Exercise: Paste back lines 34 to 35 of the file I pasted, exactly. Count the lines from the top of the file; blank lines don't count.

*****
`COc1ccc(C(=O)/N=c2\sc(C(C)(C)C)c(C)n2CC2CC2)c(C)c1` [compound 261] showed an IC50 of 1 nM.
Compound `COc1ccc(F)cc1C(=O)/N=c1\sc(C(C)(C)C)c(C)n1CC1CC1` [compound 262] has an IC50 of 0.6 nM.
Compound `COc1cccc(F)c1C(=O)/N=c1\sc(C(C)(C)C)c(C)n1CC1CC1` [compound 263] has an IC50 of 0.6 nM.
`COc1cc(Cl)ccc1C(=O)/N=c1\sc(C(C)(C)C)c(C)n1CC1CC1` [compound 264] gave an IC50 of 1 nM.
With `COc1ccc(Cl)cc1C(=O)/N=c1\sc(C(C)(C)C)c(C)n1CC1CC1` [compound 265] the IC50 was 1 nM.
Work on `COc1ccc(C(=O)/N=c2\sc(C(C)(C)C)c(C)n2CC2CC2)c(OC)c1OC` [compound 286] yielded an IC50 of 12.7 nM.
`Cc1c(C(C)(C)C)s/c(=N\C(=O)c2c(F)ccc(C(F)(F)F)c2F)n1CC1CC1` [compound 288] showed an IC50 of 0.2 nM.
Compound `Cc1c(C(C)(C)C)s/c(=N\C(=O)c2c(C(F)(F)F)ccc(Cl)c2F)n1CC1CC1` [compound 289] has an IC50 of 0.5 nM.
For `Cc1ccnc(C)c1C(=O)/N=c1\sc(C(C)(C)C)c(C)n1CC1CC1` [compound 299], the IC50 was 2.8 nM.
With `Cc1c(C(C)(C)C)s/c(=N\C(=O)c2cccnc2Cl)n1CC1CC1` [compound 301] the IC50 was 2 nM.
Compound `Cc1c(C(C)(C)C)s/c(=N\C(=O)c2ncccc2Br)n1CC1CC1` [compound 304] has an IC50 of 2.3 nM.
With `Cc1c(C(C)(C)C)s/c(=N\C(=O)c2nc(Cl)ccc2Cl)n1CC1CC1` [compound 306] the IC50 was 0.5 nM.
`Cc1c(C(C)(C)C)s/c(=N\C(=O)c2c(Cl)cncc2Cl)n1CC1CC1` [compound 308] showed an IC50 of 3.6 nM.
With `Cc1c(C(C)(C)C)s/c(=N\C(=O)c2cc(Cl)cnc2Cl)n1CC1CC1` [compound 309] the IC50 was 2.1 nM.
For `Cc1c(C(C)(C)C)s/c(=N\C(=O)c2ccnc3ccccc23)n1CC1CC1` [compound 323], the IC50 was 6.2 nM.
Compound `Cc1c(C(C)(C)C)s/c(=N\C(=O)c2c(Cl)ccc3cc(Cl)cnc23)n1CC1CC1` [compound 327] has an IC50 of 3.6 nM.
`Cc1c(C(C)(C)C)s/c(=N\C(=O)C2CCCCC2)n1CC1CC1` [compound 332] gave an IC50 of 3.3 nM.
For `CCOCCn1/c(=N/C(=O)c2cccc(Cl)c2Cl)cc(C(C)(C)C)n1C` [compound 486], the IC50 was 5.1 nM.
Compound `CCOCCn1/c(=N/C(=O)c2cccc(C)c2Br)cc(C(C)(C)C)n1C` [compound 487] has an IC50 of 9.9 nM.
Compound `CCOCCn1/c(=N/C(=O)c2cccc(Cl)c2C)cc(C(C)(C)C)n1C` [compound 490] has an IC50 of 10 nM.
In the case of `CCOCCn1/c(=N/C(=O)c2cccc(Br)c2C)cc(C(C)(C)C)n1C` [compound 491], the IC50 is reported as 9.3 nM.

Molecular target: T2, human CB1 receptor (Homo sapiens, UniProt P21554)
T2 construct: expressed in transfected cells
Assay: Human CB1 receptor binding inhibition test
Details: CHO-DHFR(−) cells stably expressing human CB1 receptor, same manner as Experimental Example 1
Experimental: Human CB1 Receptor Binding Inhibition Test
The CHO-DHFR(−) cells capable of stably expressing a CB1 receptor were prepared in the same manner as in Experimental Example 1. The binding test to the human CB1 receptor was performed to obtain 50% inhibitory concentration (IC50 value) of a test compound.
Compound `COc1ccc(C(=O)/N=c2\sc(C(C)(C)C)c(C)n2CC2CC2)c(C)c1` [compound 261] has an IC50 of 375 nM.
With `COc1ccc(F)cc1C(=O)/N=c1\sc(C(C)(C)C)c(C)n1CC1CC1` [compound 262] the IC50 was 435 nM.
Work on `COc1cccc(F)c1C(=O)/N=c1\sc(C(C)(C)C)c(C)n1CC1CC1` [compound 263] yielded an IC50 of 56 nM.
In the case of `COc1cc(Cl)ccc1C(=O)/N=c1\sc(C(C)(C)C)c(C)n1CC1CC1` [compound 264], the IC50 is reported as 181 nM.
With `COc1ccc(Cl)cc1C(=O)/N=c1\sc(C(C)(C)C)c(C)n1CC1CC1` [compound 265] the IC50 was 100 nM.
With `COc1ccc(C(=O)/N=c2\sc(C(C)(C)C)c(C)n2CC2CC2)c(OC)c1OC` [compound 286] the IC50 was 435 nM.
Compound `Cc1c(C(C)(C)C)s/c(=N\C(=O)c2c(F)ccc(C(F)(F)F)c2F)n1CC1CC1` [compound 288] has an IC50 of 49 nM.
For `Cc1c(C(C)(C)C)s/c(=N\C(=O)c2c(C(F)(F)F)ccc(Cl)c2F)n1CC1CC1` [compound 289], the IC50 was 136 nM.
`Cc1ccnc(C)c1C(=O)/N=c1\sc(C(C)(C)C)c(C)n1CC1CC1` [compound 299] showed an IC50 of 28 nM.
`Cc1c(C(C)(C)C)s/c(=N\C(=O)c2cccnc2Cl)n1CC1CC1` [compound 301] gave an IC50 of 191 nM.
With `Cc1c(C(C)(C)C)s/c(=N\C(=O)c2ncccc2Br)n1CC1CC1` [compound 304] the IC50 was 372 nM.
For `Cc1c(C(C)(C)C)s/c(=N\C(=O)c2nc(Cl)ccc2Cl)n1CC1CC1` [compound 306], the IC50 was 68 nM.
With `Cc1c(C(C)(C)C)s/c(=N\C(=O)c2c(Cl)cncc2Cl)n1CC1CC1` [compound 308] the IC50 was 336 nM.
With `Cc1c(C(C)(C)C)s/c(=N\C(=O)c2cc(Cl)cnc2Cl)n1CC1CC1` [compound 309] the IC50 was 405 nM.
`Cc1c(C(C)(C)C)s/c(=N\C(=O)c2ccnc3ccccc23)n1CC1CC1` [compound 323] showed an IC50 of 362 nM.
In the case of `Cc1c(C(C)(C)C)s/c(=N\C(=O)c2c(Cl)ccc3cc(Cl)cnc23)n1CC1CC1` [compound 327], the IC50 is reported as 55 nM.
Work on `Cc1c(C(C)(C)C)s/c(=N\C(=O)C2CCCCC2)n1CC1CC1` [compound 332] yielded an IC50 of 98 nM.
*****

Compound `Cc1c(C(C)(C)C)s/c(=N\C(=O)c2c(F)ccc(C(F)(F)F)c2F)n1CC1CC1` [compound 288] has an IC50 of 49 nM.
For `Cc1c(C(C)(C)C)s/c(=N\C(=O)c2c(C(F)(F)F)ccc(Cl)c2F)n1CC1CC1` [compound 289], the IC50 was 136 nM.